Image: *plaque erected in 1870 by (Royal) Society of Arts at 43 Gerrard Street, Soho
From the website of the Ulster History Circle:
“The oldest surviving plaques, both in London, were erected in 1875, identifying buildings with, respectively, Napoleon III and the poet John Dryden.”
From English Heritage: Blue Plaques:
“Dryden lived at 44 Gerrard Street with his wife Elizabeth (c. 1638–1714) from about 1687 until his death in 1700. His years there were difficult: his conversion to Catholicism in about 1685 meant that he was unable to take the oath of allegiance after the Glorious Revolution of 1688. As a result he lost his position as Poet Laureate, one he had held for 20 years. He found himself in financial difficulties but remained highly active in London’s literary world.
Dryden usually worked in the front ground-floor room of the house, and it was here that he completed his last play, Love Triumphant (1694), the poem Alexander’s Feast, or, The Power of Musique (1697) and translations such as The Works of Virgil (1697). In the preface to the latter, Dryden likened himself to Virgil in his ‘Declining Years, struggling with Wants, oppress’d with Sickness’.
Number 44 was built in about 1681 and re-fronted in 1793, before being redeveloped in about 1901. At the same time number 43 was demolished, a deed described in the press as ‘a hideous and wonton act of vandalism’.
*The plaque, though damaged, was immediately re-erected on the new structure. It is unique among surviving Society of Arts plaques in its colour – white, with blue lettering.”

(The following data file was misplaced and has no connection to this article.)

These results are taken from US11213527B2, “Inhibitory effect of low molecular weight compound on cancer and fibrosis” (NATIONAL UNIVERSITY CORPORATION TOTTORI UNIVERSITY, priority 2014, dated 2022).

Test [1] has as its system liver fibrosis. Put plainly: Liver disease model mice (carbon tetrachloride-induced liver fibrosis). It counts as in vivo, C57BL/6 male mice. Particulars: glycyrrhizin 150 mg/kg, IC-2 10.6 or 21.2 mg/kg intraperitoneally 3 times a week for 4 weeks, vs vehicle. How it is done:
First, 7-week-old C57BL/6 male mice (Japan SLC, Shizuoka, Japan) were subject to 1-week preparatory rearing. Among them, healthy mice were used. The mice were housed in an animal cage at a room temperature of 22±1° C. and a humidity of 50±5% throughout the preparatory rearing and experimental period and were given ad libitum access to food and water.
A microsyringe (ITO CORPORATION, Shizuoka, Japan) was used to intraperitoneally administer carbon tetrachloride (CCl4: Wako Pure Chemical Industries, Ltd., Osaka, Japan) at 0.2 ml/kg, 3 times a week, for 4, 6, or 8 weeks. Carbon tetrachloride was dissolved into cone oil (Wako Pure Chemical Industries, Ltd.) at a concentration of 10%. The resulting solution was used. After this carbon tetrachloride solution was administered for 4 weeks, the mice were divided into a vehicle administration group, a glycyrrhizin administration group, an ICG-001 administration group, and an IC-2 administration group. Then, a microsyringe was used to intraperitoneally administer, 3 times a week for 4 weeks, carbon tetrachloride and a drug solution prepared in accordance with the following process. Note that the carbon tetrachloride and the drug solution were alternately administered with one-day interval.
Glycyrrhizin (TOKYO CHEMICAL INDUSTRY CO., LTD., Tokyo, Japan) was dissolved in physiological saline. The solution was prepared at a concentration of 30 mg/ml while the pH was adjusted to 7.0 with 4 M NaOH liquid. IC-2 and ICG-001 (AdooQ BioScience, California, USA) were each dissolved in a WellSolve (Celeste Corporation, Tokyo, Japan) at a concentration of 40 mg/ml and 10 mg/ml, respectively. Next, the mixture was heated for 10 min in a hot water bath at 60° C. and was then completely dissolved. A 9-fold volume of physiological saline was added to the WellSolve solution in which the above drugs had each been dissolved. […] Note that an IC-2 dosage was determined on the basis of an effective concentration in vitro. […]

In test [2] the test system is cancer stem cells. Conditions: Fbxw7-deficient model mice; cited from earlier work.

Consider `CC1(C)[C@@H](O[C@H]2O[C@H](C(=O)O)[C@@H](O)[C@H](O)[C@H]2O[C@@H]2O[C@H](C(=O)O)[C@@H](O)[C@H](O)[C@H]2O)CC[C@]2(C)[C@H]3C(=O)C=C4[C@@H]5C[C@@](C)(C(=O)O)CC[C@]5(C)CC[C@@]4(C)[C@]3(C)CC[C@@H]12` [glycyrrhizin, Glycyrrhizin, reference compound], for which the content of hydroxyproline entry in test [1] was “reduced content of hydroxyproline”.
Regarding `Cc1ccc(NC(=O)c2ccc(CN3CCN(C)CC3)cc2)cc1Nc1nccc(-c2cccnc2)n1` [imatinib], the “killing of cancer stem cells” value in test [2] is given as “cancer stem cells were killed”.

From the website of the Poetry Foundation:
“After John Donne and John Milton, John Dryden was the greatest English poet of the 17th century. After William Shakespeare and Ben Jonson, he was the greatest playwright. And he has no peer as a writer of prose, especially literary criticism, and as a translator. Other figures, such as George Herbert or Andrew Marvell or William Wycherley or William Congreve, may figure more prominently in anthologies and literary histories, but Dryden’s sustained output in both poetry and drama ranks him higher…
Dryden was born August 9, 1631 into an extended family of rising Puritan gentry in Northamptonshire. But as a teenager he was sent to the King’s School at Westminster to be trained as a King’s Scholar by the brilliant Royalist headmaster Richard Busby. Dryden’s family sided with the Commonwealth; however, in his first published poem, the elegy “Upon the Death of the Lord Hastings”—included in a volume (1649) of verses upon this young aristocrat’s untimely death from smallpox—Dryden revealed Royalist sympathies.
Perhaps because of family pressure, Dryden largely avoiding publishing again until he had left Cambridge, where he was an undergraduate at Trinity College, and had been in the employ of Oliver Cromwell’s government, probably in the Office of Latin Secretary along with Milton and Marvell. This is perhaps the first evidence of Dryden’s trimming his sails to the political winds, as centuries of critics have accused him. His cousin, the prominent Puritan Sir Gilbert Pickering, lord chamberlain to Cromwell, probably procured employment for Dryden, and when the Protector died in 1659, Dryden, perhaps out of a sense of duty either internally or externally imposed, published his “Heroique Stanzas, Consecrated to the Glorious Memory …” of Cromwell. People—especially young people—change their opinions all the time, so we should feel no compulsion to make Dryden consistent. But this poem is filled with so many perplexing ambiguities, as especially Steven N. Zwicker has noted, that no coherent republican ideology emerges from it…”